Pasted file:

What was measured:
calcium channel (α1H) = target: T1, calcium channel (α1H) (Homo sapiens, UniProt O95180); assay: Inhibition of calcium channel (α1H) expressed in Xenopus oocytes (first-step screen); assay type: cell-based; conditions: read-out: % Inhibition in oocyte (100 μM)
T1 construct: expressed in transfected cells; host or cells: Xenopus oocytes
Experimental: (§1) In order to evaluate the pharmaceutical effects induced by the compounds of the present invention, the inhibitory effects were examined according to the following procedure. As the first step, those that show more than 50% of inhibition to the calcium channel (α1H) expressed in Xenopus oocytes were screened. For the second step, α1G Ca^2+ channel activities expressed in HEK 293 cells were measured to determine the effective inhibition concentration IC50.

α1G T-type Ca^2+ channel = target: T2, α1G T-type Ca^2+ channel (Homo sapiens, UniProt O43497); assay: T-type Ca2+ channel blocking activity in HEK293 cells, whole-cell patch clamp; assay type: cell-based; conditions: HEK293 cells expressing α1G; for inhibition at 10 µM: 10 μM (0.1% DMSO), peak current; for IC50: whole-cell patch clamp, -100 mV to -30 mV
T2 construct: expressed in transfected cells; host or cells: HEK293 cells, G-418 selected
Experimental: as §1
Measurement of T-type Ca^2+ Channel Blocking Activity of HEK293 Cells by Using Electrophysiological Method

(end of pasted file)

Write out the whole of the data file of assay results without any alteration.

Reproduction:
What was measured:
calcium channel (α1H) = target: T1, calcium channel (α1H) (Homo sapiens, UniProt O95180); assay: Inhibition of calcium channel (α1H) expressed in Xenopus oocytes (first-step screen); assay type: cell-based; conditions: read-out: % Inhibition in oocyte (100 μM)
T1 construct: expressed in transfected cells; host or cells: Xenopus oocytes
Experimental: (§1) In order to evaluate the pharmaceutical effects induced by the compounds of the present invention, the inhibitory effects were examined according to the following procedure. As the first step, those that show more than 50% of inhibition to the calcium channel (α1H) expressed in Xenopus oocytes were screened. For the second step, α1G Ca^2+ channel activities expressed in HEK 293 cells were measured to determine the effective inhibition concentration IC50.

α1G T-type Ca^2+ channel = target: T2, α1G T-type Ca^2+ channel (Homo sapiens, UniProt O43497); assay: T-type Ca2+ channel blocking activity in HEK293 cells, whole-cell patch clamp; assay type: cell-based; conditions: HEK293 cells expressing α1G; for inhibition at 10 µM: 10 μM (0.1% DMSO), peak current; for IC50: whole-cell patch clamp, -100 mV to -30 mV
T2 construct: expressed in transfected cells; host or cells: HEK293 cells, G-418 selected
Experimental: as §1
Measurement of T-type Ca^2+ Channel Blocking Activity of HEK293 Cells by Using Electrophysiological Method